Reflection: a tool for change and improved health literacy
Sundy, a fourth-year student at Barts and the London School of Medicine and Dentistry, reflects on the role that health literacy plays when faced with a public health crisis.
COVID-19 has made us all stop, reflect, and change.
A recurring theme in medical school is the emphasis on reflection and how it has the power to help identify areas of improvement and active learning. This is also supported by the GMC document titled ‘Benefits of becoming a reflective practitioner’, which highlights the advantage this mentality can bring to improving ‘practice and services’ (1).
A few months before the end of my second year in medical school, placements were cancelled, lectures became virtual, and there was a compelling need to try and take an active role in helping in the effort to fight this ‘invisible enemy’. Many students volunteered as healthcare assistants, vaccinators, and with charities. I worked extra shifts in my part-time work as a counter assistant in a community pharmacy. This role provided me with a unique opportunity to have an open window and observe in real-time the evolution of the pandemic, as well as common ideas, concerns, and expectations that the public may have.
Reflecting now, two years on, my first memory is of long queues of people outside the pharmacy desperately asking for paracetamol (2,3). In early 2020, availability of this widely used drug became sparse due to the increased demand, coupled with the belief that alternatives, such as ibuprofen, were thought to be ineffective or detrimental in the context of COVID-19. Stocks of hydroxychloroquine, dubbed the promising treatment for the virus, were also being stacked and stored, with individuals trying to obtain a private script from doctors. Beyond this, people were asking for vitamins they had seen online that could boost their immune response (3).
As we learnt more about the virus, key preventative measures were enforced by the government: face coverings, hand sanitiser, social distancing, lockdowns, vaccinations, lateral flow tests, PCR tests, fit to travel tests (2). These concepts and items quickly became protagonists in our lives. Understandably, there were many questions regarding fair and equal access to these resources, as well as understanding their relevance and how to utilise them effectively. This made me reflect on how difficult it was for all of us to readily become acquainted with new information in order to slow the burden of the virus. It also made me contemplate the role of health literacy and its variability in different communities, as there are diverse barriers which exist in terms of facilitating compliance with healthcare related information, such as socioeconomic status, literacy level, language barriers, disability and access to care (4,5).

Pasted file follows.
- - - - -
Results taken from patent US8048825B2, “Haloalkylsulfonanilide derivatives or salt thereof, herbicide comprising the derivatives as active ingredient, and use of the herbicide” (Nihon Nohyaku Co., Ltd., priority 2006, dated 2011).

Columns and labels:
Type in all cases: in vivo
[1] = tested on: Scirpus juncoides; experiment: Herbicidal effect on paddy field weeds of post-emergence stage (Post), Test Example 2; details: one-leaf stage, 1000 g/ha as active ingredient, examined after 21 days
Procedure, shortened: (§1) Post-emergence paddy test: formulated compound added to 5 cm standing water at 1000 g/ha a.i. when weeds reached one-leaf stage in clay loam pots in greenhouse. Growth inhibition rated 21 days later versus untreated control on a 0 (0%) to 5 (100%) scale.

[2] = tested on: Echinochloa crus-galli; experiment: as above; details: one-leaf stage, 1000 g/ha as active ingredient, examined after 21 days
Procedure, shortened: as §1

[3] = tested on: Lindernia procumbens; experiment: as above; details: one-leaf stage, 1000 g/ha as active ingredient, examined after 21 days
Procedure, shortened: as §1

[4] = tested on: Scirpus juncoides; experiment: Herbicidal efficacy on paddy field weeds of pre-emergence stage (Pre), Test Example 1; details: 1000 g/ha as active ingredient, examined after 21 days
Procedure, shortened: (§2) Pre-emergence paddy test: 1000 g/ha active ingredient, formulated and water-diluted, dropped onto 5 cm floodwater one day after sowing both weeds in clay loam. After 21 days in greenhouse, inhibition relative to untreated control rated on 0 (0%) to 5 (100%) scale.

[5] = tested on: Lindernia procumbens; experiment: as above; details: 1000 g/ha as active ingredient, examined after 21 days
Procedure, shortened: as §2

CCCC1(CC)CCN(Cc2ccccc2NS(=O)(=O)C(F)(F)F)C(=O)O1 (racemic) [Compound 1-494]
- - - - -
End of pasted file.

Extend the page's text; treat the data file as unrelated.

"...there are diverse barriers which exist in terms of facilitating compliance with healthcare related information"
Championing the power of reflection to understand gaps in the knowledge of healthcare professionals and the public is essential. The adversity of the pandemic has humbled us all, and reminded us of the strength, resilience, and solidarity it takes to navigate through uncertainty. I believe it has taught me to become a reflective medical student and empowered me to become a future doctor who advocates and champions for improved access, understanding and utility of health information. By taking the time to stop and reflect, we can encourage change for the future, empower patients, and facilitate positive change in health behaviour to optimise health and quality of life for patients.
About the Author
Kyriaki-Barbara (Sundy) Papalois
Fourth year medical student at Barts and the London School of Medicine and Dentistry
GMC. The reflective practitioner - guidance for doctors and medical students. GMC; 2022 p. 1-14. [accessed 28 Dec 2021] Available from: https://www.gmc-uk.org/education/standards-guidance-and-curricula/guidance/reflective-practice/the-reflective-practitioner---guidance-for-doctors-and-medical-students
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